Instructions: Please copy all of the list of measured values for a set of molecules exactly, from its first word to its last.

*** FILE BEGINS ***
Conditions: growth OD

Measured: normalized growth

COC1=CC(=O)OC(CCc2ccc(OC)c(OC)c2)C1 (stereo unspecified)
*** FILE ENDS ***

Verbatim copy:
Conditions: growth OD

Measured: normalized growth

COC1=CC(=O)OC(CCc2ccc(OC)c(OC)c2)C1 (stereo unspecified)